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Kaihonohono Maitai

Alternative titles for this job

Welders make, join and repair metal parts for machinery and equipment using welding techniques.


Welders usually earn

$60-$65 per year

Boilermakers (specialised welders) can earn

$105K-$125K per year

Source: Seek, 2023

Job opportunities

Chances of getting a job as a welder are good due to a shortage of workers.


Pay for welders varies depending on experience, qualifications, skills and if they specialise.

  • Welders usually earn $60,000 to $65,000 a year
  • Fitters can earn $70,000 to $105,000 a year
  • Boilermakers, who are specialised welders, can earn $105,000 to $125,000 a year.

Sources: Seek, 2023.

(This information is a guide only. Find out more about the sources of our pay information)

What you will do

Welders may do some or all of the following:

  • study plans and drawings
  • cut and bend and fit steel or metal parts
  • make jigs (of wood or metal) that hold parts in place for welding
  • weld parts together
  • repair and maintain equipment and machinery
  • construct metal objects according to instructions.

Skills and knowledge

Welders need to have:

  • knowledge of metals and their properties
  • welding skills, including an understanding of different welding processes and equipment
  • ability to interpret technical drawings
  • knowledge of health and safety regulations.

Working conditions


  • usually work regular business hours but may have to do overtime and weekend work to meet deadlines
  • work in industrial and engineering workshops, factories, and on building sites, boats or oil rigs
  • may work in dirty and noisy conditions, and may be required to work at heights.

Entry requirements

There are no specific requirements to become a welder. However, many employers prefer to hire welders who have or are working towards a qualification.

To become a qualified welder you need to complete an apprenticeship and gain a New Zealand Certificate in Engineering - Fabrication (Level 4). For this certificate, you choose to specialise in light fabrication, heavy fabrication or steel construction.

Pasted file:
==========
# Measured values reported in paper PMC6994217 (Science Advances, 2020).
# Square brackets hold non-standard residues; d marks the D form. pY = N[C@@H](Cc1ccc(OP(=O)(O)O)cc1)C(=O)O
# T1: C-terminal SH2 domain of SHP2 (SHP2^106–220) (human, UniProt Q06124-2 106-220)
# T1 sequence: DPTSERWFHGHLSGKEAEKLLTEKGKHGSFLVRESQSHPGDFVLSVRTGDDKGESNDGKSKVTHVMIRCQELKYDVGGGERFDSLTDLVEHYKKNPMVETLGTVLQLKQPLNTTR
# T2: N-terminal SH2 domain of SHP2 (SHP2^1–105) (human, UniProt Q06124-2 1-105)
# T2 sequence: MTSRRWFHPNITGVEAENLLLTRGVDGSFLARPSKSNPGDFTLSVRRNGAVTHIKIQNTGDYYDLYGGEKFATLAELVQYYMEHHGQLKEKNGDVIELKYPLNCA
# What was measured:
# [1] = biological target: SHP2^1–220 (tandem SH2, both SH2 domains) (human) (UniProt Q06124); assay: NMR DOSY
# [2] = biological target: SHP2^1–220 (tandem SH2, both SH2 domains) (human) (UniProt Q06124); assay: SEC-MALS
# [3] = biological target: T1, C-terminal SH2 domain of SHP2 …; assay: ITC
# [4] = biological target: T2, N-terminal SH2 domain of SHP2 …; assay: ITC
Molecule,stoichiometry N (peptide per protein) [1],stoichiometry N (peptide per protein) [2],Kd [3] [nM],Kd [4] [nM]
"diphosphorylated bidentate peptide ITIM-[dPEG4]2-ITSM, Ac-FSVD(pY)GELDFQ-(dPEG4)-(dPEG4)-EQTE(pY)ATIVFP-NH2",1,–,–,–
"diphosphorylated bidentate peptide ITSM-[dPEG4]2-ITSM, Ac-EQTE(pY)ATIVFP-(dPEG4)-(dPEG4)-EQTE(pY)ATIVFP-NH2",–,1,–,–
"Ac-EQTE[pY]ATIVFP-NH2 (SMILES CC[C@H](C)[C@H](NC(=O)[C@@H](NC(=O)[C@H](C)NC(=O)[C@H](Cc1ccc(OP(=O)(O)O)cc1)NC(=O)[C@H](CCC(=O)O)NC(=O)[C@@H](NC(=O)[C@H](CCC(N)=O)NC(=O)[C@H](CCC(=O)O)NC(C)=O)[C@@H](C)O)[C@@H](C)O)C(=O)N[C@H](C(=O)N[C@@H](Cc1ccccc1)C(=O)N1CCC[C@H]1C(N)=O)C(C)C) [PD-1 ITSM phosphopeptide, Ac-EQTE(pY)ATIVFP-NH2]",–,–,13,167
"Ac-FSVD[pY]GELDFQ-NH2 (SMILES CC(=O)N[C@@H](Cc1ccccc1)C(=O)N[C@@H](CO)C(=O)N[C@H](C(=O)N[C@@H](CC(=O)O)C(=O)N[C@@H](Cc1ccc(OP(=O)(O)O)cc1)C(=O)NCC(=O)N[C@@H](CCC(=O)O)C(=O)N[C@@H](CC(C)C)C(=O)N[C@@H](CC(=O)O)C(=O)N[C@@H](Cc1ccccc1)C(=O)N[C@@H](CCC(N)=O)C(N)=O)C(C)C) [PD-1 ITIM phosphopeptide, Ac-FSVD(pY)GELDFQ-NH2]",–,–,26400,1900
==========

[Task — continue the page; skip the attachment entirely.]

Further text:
Industry training organisation Competenz oversees welding apprenticeships.

A driver licence may also be useful.

Secondary education

There are no specific secondary education requirements to become a welder. However, NCEA Level 2 maths, physics, English and technology are useful.

For Year 11 to 13 learners, trades academies and the STAR and Gateway programmes are good ways to gain relevant experience and skills.

These programmes may help you gain an apprenticeship, but do not reduce the amount of time it takes to complete it.

Personal requirements

Welders need to be:

  • practical and adaptable
  • able to make good judgments
  • accurate, with an eye for detail
  • responsible and safety-conscious
  • good at basic maths.

Useful experience

Useful experience includes:

  • welding experience
  • other mechanical engineering or construction work
  • work in an engineering workshop.

Physical requirements

Welders need:

  • to be fairly strong, as there can be some heavy lifting involved
  • to have good eyesight (with or without corrective lenses)
  • steady hands.

Find out more about training

0800 526 1800 - -
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What are the chances of getting a job?

Welders in high demand

Chances of getting a job as a welder are good because:

  • many existing welders are nearing retirement age
  • not enough people are being trained to meet the demand for workers
  • trained welders are leaving New Zealand to work overseas for higher pay rates
  • New Zealand manufacturers need welders to build machinery components for export.

Welders needed for construction boom

Welder and fitter-welder appear on Immigration New Zealand's construction and infrastructure skill shortage list.

Metal Fabricator, Pressure Welder, Welder, Fitter (General), Fitter and Turner, Fitter-Welder and Metal Machinist (First Class) will appear on Immigration New Zealand's Green List from March 2024.

 This means the Government is actively encouraging these skilled workers from overseas to work in New Zealand.

According to the Census, 3,048 welders worked in New Zealand in 2018.

Welders work in a variety of industries

Welders can work for businesses in a wide range of industries, including:

  • automotive engineering
  • marine construction
  • building and construction
  • machinery and equipment manufacturing
  • specialised craft and equipment making and repair.

Ten percent of welders are self-employed.


  • Book, S, 'Manufacturing Bounces Back in September', NBR, 13 October 2016.
  • Competenz website, accessed March 2017, (
  • Hartley, B, engineering tutor, Southern Institute of Technology, Careers New Zealand interview, March 2017.
  • Immigration New Zealand, 'Construction and Infrastructure Skill Shortage List', 27 May 2019, (
  • Immigration New Zealand, 'Changes to Immigration Settings Announced, '23 September 2023 (
  • Stats NZ, '2018 Census Data', 2019.

(This information is a guide only. Find out more about the sources of our job opportunities information)

Progression and specialisations

Welders may progress to set up their own welding business, or move into management, training or education roles.

They may specialise as boilermakers who construct, install and repair steam boilers, furnaces and containers that hold gases and liquids.


A person wears protective clothing including a thick full face mask, and uses welding equipment producing bright lights and sparks

Welders work in conditions that may be dirty and noisy

Last updated 4 December 2023